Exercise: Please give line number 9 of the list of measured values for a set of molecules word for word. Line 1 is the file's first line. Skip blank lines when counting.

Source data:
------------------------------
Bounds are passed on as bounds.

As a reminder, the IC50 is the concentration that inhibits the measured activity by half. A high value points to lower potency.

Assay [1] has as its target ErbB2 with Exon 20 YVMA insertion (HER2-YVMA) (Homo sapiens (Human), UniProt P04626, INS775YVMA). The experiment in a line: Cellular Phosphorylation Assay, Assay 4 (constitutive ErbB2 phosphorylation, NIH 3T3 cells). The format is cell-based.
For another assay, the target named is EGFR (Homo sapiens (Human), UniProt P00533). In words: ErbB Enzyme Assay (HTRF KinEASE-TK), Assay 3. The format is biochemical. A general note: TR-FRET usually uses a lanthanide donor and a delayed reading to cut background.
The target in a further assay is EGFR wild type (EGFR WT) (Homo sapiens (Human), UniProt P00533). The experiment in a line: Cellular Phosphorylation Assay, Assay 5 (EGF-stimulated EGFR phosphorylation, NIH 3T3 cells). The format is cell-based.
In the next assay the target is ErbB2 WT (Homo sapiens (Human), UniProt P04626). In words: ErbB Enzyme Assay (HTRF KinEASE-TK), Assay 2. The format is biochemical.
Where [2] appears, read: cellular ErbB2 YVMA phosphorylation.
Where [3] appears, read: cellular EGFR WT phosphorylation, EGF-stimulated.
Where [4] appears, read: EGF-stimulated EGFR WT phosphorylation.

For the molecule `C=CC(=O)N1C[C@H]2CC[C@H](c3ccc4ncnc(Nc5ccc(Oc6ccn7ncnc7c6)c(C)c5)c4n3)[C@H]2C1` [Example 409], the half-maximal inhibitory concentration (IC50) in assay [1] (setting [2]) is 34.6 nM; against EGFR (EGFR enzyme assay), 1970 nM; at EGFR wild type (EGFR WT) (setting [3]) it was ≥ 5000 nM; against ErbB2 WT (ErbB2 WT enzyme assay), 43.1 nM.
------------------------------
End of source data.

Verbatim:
Where [4] appears, read: EGF-stimulated EGFR WT phosphorylation.